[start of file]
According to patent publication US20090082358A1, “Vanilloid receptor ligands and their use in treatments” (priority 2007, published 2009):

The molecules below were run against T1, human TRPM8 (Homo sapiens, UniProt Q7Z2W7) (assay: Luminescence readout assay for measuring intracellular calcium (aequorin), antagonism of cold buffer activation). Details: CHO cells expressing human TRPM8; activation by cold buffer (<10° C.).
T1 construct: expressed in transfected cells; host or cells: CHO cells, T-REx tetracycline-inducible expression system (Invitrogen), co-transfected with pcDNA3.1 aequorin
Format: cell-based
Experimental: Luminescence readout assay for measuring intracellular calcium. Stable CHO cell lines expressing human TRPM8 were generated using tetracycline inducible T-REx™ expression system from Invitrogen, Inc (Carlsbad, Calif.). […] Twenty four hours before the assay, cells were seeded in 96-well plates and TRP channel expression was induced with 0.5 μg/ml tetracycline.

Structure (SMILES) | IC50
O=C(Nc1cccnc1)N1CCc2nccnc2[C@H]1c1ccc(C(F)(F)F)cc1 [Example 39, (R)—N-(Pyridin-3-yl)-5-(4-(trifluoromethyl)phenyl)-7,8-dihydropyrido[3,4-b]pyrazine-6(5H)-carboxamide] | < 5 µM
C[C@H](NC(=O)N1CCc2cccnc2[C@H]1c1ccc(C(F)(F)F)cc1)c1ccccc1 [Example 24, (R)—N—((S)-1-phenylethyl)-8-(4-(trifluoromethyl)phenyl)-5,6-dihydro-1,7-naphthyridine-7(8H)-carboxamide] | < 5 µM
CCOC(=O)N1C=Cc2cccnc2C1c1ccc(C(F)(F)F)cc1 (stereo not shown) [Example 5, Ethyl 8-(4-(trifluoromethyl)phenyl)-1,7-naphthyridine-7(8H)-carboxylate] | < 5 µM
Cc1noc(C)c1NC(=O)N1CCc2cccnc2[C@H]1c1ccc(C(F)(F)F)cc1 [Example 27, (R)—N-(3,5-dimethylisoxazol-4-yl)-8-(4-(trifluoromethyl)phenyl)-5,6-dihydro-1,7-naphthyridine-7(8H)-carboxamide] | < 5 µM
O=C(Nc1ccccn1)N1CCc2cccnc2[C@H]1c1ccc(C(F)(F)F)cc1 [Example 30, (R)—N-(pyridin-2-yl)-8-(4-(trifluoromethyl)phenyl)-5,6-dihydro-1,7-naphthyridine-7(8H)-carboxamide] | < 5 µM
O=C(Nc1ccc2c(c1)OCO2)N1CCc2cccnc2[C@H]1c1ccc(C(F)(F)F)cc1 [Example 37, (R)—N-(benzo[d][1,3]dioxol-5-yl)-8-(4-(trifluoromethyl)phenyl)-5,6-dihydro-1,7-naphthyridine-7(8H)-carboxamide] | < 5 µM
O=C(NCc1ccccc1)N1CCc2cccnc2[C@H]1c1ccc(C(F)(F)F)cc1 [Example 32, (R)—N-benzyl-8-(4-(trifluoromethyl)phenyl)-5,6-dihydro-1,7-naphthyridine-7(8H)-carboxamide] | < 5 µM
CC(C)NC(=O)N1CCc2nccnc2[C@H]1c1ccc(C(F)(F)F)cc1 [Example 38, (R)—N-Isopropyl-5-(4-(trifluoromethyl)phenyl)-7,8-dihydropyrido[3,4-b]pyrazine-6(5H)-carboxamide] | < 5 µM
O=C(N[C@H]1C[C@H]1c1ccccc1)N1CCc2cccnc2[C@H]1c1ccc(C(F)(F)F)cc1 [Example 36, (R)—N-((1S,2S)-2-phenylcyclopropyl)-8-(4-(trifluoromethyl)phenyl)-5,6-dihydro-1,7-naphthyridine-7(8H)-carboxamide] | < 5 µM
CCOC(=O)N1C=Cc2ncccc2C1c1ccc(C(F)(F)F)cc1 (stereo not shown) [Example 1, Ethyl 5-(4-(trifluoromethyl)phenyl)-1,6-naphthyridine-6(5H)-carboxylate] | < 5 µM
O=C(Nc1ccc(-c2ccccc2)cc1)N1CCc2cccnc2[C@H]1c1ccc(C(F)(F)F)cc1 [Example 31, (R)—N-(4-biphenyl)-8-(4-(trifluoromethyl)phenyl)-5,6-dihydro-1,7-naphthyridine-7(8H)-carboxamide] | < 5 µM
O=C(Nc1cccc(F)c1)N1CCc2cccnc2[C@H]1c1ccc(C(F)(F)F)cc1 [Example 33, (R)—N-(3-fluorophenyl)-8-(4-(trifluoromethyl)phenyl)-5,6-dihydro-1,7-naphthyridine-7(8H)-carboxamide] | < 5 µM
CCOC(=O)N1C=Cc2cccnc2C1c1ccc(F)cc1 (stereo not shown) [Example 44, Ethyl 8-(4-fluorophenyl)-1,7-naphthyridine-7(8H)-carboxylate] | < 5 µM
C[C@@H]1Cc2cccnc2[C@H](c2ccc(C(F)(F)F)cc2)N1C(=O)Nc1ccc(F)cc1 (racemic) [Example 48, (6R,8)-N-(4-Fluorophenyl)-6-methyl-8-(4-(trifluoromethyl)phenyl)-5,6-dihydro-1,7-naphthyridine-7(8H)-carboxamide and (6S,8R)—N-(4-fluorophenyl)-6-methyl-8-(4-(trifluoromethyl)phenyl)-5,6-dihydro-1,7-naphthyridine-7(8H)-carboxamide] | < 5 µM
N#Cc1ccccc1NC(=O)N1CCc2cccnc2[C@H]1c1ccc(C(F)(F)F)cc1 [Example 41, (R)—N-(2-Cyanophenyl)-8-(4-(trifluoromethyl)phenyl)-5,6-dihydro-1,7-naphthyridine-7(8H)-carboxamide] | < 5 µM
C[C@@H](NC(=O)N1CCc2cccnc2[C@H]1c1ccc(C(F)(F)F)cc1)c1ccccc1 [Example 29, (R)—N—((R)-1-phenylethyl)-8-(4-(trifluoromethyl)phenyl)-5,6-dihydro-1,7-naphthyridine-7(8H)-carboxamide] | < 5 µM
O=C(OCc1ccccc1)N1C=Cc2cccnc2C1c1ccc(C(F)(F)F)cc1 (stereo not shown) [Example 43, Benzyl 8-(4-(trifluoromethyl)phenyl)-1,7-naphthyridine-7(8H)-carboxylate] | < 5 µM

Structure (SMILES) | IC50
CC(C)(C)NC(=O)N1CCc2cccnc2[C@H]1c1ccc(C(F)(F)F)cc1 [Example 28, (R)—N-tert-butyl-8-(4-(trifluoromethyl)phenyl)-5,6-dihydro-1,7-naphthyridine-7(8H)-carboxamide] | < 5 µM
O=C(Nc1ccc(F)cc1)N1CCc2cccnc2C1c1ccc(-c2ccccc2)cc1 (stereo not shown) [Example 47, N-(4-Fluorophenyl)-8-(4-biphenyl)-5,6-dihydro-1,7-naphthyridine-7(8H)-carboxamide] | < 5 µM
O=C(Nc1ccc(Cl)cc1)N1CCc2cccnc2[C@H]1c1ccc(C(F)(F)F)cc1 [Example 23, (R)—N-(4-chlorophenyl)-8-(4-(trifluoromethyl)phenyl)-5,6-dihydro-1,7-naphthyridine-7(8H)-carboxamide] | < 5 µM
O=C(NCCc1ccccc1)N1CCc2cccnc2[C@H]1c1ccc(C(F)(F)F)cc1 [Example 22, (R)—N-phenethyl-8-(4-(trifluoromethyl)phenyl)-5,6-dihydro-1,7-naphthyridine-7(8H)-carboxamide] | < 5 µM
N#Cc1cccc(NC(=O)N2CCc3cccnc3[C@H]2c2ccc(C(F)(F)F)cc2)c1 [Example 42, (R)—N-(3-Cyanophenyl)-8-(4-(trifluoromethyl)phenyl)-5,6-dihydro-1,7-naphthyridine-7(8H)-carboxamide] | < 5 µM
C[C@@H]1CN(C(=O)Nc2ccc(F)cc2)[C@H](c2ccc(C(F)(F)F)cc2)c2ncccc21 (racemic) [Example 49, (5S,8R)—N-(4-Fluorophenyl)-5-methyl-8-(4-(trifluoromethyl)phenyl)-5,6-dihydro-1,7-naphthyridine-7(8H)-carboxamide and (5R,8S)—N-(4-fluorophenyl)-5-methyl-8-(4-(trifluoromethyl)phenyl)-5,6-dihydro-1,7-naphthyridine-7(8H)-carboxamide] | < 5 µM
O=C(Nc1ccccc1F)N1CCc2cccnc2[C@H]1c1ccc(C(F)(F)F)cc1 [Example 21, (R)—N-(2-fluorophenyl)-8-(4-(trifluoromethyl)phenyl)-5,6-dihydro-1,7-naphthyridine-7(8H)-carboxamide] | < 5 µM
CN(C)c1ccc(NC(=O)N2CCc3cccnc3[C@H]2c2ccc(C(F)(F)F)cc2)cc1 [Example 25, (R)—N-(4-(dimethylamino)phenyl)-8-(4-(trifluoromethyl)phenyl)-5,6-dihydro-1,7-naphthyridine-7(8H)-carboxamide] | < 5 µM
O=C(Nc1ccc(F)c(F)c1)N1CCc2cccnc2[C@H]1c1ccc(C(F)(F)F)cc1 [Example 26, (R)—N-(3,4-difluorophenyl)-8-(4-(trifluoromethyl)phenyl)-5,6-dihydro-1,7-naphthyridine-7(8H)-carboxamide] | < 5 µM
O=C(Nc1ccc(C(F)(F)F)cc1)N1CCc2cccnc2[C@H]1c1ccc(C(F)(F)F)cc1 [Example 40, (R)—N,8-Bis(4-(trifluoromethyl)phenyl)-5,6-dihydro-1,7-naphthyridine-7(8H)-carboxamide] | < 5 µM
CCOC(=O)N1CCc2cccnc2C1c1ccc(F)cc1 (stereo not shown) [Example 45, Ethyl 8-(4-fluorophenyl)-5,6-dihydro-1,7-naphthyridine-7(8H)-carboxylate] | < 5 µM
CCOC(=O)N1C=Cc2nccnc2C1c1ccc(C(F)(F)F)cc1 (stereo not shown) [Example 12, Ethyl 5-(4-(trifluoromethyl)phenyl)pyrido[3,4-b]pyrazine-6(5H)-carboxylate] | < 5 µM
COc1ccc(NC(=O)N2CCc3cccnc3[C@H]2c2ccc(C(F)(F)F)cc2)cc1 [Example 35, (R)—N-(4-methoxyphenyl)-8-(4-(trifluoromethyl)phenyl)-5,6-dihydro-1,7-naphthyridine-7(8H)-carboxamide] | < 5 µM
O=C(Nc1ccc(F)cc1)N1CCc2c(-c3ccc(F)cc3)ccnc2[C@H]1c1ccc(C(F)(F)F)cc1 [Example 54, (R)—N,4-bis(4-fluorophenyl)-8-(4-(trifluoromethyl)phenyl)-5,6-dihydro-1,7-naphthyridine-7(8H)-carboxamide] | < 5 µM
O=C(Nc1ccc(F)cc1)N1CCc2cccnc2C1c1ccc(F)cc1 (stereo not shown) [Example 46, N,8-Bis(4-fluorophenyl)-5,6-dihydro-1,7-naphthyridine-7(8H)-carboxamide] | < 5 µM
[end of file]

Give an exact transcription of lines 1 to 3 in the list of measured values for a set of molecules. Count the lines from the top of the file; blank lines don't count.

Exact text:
According to patent publication US20090082358A1, “Vanilloid receptor ligands and their use in treatments” (priority 2007, published 2009):

The molecules below were run against T1, human TRPM8 (Homo sapiens, UniProt Q7Z2W7) (assay: Luminescence readout assay for measuring intracellular calcium (aequorin), antagonism of cold buffer activation). Details: CHO cells expressing human TRPM8; activation by cold buffer (<10° C.).
T1 construct: expressed in transfected cells; host or cells: CHO cells, T-REx tetracycline-inducible expression system (Invitrogen), co-transfected with pcDNA3.1 aequorin